Ultimately, the hope is that G24i can get the technology’s efficiency up to 40%, what is considered to be the maximum efficiency feasible with this sort of light source.
Posted: 10 Apr 2012 07:30 AM PDT
Susanna mostly writes on sister site Gas2, but she has covered several cleantech events in LA for us when asked. Check out Chris’ post below for more details and info on how to donate some money to Susanna.
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Posted: 10 Apr 2012 07:04 AM PDT
An increasing number of countries have formulated policies to introduce renewable energy sources into their electricity supply in order to combat global warming or to decrease their dependency on imported fossil fuels. A positive side effect of this development has been the macro-economic benefits gained by each society that starts this transition to a solar- and wind-powered economy. Green jobs and regional value creation, better air quality and health benefits, and many more positive results can be observed all over the world.
Of course, the transformation of the energy system isn’t free. Investment is needed to introduce new technologies and build the infrastructure that suits the requirements of renewable energy sources. Governments all over the world have developed different kinds of incentives to encourage the private investments that are needed to reap these climatic and economic benefits. While there are many approaches to the issue, the most successful and cost-effective method to date is a feed-in tariff system.
Over the course of more than 20 years, Germany has experimented with all sorts of policy incentives — tax credits, quota systems, loan programs, and, for several years starting in the year 1991, there was a primitive feed-in tariff system in place. These programs worked somewhat, but the results were rather mediocre.
The real breakthrough came with the “Renewable Energy Sources Act” and the comprehensive feed-in tariff system in included. It created the necessary investment environment for new participants and has allowed them to create entire new industries and exponential growth in renewable energy generation ever since.
Micro-Economic Benefits Too?
The macro-economic benefits of this successful law are obvious. More than 375,000 jobs in what is now called the “renewable energy industry sector,” a reduction of energy imports and environmental damage worth several billion euros, and a significant reduction of CO2 emissions. Due to the way renewables are being integrated into the conventional energy system, they have actually lowered the price of electricity at the European Energy Exchange.
However, the micro-economic effect of this successful policy — the down-side, if you will — is increased end-consumer electricity prices due to a surcharge that pays for the feed-in tariff. Today, the mix of all renewable energy sources paid for by the feed-in tariff produces electricity for approximately 16 ct/kWh. Compared to the average 6ct/kWh required for electricity generated by the mix of conventional steam-powered power plants, it’s no surprise that investing in such a system must seem like economic non-sense, especially in our current culture of tunnel vision economics that has taken root in the minds of our political elite.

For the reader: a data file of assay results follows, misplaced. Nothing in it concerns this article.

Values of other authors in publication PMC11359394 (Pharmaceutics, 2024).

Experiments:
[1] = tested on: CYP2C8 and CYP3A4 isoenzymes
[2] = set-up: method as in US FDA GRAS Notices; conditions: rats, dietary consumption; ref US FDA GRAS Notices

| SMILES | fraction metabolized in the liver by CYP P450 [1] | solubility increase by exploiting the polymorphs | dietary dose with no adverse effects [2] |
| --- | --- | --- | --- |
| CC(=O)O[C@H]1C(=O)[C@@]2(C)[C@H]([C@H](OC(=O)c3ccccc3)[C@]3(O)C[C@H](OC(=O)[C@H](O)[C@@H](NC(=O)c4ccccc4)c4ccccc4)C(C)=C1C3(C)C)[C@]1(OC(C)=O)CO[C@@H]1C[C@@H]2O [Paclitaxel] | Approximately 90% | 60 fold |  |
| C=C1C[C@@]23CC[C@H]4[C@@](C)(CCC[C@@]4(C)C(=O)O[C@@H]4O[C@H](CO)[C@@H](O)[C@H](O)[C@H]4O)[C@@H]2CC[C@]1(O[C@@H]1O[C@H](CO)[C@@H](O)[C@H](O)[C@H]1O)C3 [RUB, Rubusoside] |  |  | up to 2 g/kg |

It’s About Tomorrow, Stupid!
The typical result of this tunnel vision, is that most critics of renewables are totally ignorant of the fact that it’s beyond stupid to compare building blocks of a new system with the results of a system that has been established and subsidized for over a century.
Most nuclear reactors are reaching the end of their lifetime, powerlines are becoming outdated, and many fossil fuel power stations are approaching closure. That means that, over the course of the next few decades, almost the entire conventional energy system has to be replaced simply because of old age. Since this is a long-term process, it’s important to look at the long-term trends. And, boy, it doesn’t look good for the conventional energy sources. Across the board, a combination of necessary new standards and rising fuel costs increase the cost of electricity generation of new conventional power plants.
With renewable energy sources, it’s the other way around. Technologies to harness renewable energy are getting cheaper to install every year. PV solar prices fell by more than 60% within just a few years and wind power is now cheaper than new coal or nuclear. The trends are very clear.
So, What about 2030?
Now, a recent study commissioned by the German Ministry of the Environment has come to the conclusion that the transition to renewable energy sources will lead to cheaper electricity prices over the course of the next two decades.
Some of the leading German research institutes were asked to analyse the feasibility of the renewable energy goals of the German government and the economic implications of this transition. Among the institutes was the German space agency DLR and the famous “Fraunhofer Institute for Wind & Energy Systems” (IWES).
Using learning curves for renewable technologies based on experience of similar technologies and recent developments, the study tried to look into the future. Based on experience and the probable mix of renewables in the years to come, they simulated the price per kWh.